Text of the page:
PAPERS Resources

AAR Annual Meeting
Boston, MA
November 18-21, 2017

2017 Annual Meeting Program (PDF)

Program Book Ads

Preliminary 2017 Annual Meeting Program (MS Word)

To return to the Welcome Page, please click here.

For questions or support, email support@aarweb.org.

To return to the AAR website, click here.

Class, Religion, and Theology Unit

Statement of Purpose: 

This Unit seeks to study class as a relational concept that needs to be explored in its complex manifestations, which will yield more complex understandings of religion and theology in turn. Avoiding reductionist definitions that occur when studying each class in itself or viewing class only according to stratified income levels or particular historical and sociological markers, this Unit will investigate how classes shape up in relation and tension with each other and with religion and theology. This Unit’s investigations of class, religion, and theology also include intersections with gender, sexual orientation, race, ethnicity, and ecology.

Call for Papers: 

The Class, Religion, and Theology Unit invites proposals that deal with the many connections between religion and work as an expression of class, including reproductive labor broadly conceived. Proposals might include (but are not limited to) the following questions:
• How are religion and work related and what are the challenges for the study of religion and theology?
• What does it mean for the practice of religion that 99 percent have to work for a living, and how does religion impact work?
• What are the implications of the substantial growth of contingent academic labor for the future of the study of religion and the academy as a whole?
• How might more complex understandings of religion that take into account questions of power help shape more complex understandings of work, and vice versa?
• Proposals that deal with Joerg Rieger and Rosemarie Henkel-Rieger, Unified We Are a Force: How Faith and Labor Can Overcome America’s Inequalities (2016) are also welcome.

The Class, Religion, and Theology Unit and Critical Approaches to Hip Hop and Religion Unit invite individual papers and panel submissions for a co-sponsored session exploring the varied connections between hip hop culture and class. Possible submission topics might include, but are not limited to, the following:
• How does hip hop allow us to better understand capitalism's functions as a religion?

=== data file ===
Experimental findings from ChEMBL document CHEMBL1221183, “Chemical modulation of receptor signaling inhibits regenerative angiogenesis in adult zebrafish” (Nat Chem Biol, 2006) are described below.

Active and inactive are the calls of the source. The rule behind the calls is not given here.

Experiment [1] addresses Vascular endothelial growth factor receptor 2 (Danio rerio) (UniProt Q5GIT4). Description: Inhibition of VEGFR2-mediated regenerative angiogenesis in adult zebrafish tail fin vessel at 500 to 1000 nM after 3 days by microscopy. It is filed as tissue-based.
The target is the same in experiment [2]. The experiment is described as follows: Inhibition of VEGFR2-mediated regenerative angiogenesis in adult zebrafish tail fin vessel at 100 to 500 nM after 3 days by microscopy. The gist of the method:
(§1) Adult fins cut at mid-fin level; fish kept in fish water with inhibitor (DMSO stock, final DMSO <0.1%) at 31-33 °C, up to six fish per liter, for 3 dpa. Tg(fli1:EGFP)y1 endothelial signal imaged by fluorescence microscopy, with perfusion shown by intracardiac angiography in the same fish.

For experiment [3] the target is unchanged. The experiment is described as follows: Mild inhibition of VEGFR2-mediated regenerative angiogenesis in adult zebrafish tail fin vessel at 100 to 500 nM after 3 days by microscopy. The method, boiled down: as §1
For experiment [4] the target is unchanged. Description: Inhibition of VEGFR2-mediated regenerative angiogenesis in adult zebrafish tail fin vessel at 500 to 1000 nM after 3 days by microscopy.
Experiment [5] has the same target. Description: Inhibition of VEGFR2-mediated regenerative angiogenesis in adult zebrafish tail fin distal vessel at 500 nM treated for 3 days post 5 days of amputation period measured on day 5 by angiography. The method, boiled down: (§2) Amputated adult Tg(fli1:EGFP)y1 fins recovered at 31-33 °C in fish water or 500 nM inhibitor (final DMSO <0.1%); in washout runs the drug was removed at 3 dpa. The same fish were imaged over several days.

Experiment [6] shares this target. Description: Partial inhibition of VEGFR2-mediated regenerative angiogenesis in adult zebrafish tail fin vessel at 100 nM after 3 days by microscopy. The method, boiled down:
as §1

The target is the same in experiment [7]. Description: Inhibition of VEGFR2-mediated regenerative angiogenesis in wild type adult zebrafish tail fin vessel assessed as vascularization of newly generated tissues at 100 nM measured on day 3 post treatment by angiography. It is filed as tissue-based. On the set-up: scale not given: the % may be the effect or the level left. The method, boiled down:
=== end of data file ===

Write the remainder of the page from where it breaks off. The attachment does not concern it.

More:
• How does class allow us to better understand the political economy of hip hop?
• The relationship between art and political activism/class consciousness.
• Hip hop as a site for working class resistance.
• Comparing hip hop and worker organizing as moral-cultural practices/embodied performances: the aesthetics of performative contestation against injustice (for example, how are strikes and hip hop performances aesthetically similar? or textual analysis of worker songs and hip hop lyrics).
• Comparing worker organizing and hip-hop battles as practices of community formation (for example, the role of conflict in each, attention to power, etc.).
• The complexities of racial justice in hip hop and class: each offers examples of contesting white supremacy and other examples of being coopted by white supremacy.
• Sanitation strike (in honor of MLK's last campaign): class struggle and hip hop can both be seen as refusing to be treated like refuse — resistance to dominant social norms of who/what counts as "garbage"/worthless, making life/art out of what dominant social norms consider to be "waste."
• Emerging voices in hip hop and grassroots worker organizing.

The Class, Religion, and Theology Unit and the Latina/o Religion, Culture, and Society Unit invite papers for a session focusing on the intersections between religion, culture, economics, and class in the struggle for/against public education. 2018 marks the fiftieth anniversary of several important moments in the struggle over public education in the United States. These anniversaries include the Poor People’s Campaign (or Poor People’s March on Washington), the expansion and repression of the Black Panther Party, the founding of the Young Lords Organization in Chicago, and the student “blowouts” (walkouts) in Los Angeles public schools that catalyzed the Chicano movement. Though not an exhaustive list, we welcome papers on the following topics that address intersections of religion, culture, economics, and class in the struggle over U.S. public education:
• Privatization and racial re-segregation of schools
• Education governance
• School funding disparities
• Bilingualism
• Curricular conflicts
• Religious studies and practice in schools
• Undocumented youth education
• Community school models
• Causes/effects of achievement gaps
• Retention and graduation disparities
• The school-to-prison pipeline.

Method: 
PAPERS
Process: 
Proposer names are visible to chairs but anonymous to steering committee members
Comments: 
The visibility to chairs makes it possible to ensure diversity among the presenters. Chairs can make adjustments while still accounting for feedback from the steering committee.
Leadership: 
ChairSteering Committee